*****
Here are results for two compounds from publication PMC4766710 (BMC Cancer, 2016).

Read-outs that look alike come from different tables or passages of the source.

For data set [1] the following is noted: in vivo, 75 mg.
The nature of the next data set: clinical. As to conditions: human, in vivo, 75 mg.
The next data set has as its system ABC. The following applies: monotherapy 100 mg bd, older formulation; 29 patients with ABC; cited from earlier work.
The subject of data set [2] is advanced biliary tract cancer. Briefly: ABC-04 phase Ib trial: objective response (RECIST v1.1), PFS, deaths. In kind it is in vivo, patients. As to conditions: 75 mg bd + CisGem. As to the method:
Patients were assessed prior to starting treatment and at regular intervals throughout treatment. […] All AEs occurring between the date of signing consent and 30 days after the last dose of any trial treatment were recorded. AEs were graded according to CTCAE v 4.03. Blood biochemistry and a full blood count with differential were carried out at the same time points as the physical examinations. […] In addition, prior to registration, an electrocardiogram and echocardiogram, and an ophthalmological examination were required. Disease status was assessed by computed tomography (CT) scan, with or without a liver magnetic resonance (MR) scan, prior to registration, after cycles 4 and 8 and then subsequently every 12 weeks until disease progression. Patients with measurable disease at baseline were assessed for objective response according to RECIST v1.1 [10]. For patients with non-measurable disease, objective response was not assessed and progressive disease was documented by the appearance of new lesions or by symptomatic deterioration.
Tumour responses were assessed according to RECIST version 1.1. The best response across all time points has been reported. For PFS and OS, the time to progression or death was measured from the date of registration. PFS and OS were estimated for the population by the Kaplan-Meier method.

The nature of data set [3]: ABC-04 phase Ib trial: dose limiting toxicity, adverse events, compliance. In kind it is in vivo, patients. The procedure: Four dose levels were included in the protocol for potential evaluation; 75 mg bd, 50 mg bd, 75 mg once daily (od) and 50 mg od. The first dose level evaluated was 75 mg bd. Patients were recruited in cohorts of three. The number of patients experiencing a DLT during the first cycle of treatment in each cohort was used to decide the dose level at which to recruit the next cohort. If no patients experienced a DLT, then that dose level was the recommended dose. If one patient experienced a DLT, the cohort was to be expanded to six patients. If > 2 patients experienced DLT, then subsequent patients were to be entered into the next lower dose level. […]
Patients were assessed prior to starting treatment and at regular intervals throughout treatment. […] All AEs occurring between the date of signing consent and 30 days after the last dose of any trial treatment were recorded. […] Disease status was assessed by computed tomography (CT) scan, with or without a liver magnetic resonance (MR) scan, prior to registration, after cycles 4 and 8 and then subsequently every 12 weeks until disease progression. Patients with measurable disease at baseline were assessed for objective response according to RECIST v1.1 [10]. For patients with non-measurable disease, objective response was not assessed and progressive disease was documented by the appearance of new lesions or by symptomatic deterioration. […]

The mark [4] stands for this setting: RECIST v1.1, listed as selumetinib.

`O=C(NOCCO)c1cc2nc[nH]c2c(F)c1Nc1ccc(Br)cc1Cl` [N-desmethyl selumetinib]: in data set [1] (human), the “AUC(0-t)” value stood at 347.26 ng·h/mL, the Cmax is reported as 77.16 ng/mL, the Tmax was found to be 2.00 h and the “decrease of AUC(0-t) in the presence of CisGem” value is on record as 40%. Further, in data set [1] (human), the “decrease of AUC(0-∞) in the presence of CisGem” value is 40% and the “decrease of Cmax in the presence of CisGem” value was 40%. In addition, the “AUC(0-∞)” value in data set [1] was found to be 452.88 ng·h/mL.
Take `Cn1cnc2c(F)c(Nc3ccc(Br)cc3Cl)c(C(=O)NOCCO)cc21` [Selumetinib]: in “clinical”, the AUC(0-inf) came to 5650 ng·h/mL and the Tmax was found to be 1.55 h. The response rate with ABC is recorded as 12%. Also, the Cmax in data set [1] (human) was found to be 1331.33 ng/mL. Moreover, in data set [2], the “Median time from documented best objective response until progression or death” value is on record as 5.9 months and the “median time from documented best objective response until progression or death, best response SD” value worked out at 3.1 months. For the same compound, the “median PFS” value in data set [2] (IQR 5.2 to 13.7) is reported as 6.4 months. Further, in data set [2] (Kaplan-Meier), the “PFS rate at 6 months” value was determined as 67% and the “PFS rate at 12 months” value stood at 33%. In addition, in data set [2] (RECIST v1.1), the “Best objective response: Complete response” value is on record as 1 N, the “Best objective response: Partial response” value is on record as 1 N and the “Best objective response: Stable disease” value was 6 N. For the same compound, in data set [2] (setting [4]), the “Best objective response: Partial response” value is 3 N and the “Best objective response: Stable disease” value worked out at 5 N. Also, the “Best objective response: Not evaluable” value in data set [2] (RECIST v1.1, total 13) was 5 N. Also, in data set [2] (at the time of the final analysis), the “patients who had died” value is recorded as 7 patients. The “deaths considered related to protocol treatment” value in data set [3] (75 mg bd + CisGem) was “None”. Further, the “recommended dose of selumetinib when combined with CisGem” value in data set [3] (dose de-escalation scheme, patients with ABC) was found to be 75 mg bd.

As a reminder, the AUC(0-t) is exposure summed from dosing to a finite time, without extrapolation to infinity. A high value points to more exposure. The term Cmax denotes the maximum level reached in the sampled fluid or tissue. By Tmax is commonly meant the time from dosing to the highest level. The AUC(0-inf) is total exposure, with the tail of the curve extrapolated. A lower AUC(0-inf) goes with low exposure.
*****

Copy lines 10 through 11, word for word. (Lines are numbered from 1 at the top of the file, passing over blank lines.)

Patients were assessed prior to starting treatment and at regular intervals throughout treatment. […] All AEs occurring between the date of signing consent and 30 days after the last dose of any trial treatment were recorded. […] Disease status was assessed by computed tomography (CT) scan, with or without a liver magnetic resonance (MR) scan, prior to registration, after cycles 4 and 8 and then subsequently every 12 weeks until disease progression. Patients with measurable disease at baseline were assessed for objective response according to RECIST v1.1 [10]. For patients with non-measurable disease, objective response was not assessed and progressive disease was documented by the appearance of new lesions or by symptomatic deterioration. […]

The mark [4] stands for this setting: RECIST v1.1, listed as selumetinib.